When Henry E. Fries built a cotton mill in the woodland to the “Southside” of Salem in 1896, the need arose for a Sunday school and chapel for the workers and their families. The one who answered the need was Clarence E. Crist, a member of Home Church who was much devoted to Sunday school endeavor.
Br. Crist held his meetings at first at the factory, and then in a three-room cottage donated by Br. Fries, who himself was involved in the Sunday school movement at East Salem Sunday School.
Br. Crist’s Sunday school quickly grew so that a proper meeting house was built in 1904. It received the name Pine Chapel and was formally opened at its Christmas celebration on December 29, 1904. Bishop Edward Rondthaler presided over the lovefeast and candle service.
For more than 25 years Br. Crist conducted his Sunday school, and then the pressing years of age required him to set aside his labors. For a time it seemed that the entire work might be lost, but then in 1924 Trinity Moravian Church and its pastor, Douglas L. Rights, stepped in to take up where Br. Crist had left off. On November 16, 1924, Pine Chapel was organized as a branch of Salem Congregation under Trinity. James P. Crouch was called and served at Pine Chapel, at first as Sunday school superintendent and later as pastor, for 30 years.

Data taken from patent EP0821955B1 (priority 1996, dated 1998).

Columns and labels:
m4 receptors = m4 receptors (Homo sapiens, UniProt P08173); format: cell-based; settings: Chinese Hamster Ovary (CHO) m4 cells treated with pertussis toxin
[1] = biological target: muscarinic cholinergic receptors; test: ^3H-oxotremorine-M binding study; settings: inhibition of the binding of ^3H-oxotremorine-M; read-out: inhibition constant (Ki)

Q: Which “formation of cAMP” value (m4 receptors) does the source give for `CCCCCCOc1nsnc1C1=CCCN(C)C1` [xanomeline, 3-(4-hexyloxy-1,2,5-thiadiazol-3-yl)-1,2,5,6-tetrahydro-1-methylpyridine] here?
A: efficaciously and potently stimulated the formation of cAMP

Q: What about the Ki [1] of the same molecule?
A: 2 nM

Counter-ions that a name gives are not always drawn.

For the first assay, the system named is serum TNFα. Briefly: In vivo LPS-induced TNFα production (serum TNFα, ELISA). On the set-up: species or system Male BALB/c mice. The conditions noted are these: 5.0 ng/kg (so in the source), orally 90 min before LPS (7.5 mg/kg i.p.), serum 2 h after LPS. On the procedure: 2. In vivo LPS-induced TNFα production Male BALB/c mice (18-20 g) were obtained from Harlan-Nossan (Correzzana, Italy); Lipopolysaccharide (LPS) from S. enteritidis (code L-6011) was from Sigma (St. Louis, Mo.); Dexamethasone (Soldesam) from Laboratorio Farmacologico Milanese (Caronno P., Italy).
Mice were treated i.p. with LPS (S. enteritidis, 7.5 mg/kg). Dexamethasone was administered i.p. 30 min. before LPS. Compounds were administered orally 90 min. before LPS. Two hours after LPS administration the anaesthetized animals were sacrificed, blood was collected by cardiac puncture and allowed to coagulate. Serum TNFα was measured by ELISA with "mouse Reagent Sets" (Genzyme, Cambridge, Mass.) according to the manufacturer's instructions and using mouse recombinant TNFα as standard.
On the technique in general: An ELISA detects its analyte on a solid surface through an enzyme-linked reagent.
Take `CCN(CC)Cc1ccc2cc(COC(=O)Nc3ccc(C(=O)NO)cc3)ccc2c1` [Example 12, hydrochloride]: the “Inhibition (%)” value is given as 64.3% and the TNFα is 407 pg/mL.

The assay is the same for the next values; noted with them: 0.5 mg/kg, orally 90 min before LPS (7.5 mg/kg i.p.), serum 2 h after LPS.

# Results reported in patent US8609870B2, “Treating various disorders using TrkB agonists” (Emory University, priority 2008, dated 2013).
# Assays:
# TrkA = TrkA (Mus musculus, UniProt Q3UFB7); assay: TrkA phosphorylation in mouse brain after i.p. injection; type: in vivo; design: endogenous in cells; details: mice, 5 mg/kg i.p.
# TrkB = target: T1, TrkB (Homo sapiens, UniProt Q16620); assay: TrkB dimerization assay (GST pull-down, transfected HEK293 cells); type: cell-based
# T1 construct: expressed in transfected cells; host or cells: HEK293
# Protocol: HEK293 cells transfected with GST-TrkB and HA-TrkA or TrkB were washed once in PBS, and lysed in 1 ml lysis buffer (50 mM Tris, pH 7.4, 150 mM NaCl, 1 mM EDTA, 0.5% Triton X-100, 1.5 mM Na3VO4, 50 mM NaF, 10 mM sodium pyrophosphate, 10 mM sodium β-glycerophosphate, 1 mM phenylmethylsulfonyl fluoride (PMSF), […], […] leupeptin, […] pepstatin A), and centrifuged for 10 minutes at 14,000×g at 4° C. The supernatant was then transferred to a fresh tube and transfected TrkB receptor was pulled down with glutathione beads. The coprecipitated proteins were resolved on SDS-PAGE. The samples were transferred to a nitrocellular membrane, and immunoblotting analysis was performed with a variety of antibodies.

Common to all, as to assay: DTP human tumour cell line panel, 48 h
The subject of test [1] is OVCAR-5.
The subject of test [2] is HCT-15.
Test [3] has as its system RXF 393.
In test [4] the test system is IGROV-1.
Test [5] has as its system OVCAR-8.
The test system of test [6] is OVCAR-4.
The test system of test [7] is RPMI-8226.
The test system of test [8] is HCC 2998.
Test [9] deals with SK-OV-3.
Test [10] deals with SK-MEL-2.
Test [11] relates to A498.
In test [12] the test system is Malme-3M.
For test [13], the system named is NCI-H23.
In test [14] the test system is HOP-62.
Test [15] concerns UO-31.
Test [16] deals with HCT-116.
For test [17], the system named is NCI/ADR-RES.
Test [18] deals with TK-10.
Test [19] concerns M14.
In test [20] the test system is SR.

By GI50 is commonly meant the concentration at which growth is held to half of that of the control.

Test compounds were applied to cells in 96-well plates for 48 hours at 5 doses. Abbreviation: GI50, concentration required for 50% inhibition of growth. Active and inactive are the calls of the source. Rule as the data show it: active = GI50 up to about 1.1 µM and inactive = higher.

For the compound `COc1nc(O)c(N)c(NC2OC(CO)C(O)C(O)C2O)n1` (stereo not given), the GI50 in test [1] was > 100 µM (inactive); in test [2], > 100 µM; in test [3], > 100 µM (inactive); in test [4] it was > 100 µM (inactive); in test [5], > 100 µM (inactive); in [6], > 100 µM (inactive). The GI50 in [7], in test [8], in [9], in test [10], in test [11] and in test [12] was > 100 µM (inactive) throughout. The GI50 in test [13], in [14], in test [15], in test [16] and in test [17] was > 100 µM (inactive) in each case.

Again Henry Fries and his Southside Cotton Mill proved generous by donating land for a new building on Goldfloss Street in 1928, and a neat brick church was erected. It was dedicated, again by Bishop Rondthaler, on April 28, 1929.
Over the years improvements have been made: classrooms in the basement in 1933, a parsonage in 1941, a Sunday school annex in 1951, a new electronic organ in 1974.
Like its nearby neighbor Immanuel, Pine Chapel has seen its neighborhood change. Southside Cotton Mill, later called Arista, the source of employment and stability for so many, no longer exists. Neighbors have died or moved away. But Pine Chapel remains a beacon of faith as it reaches 100 years and more of existence.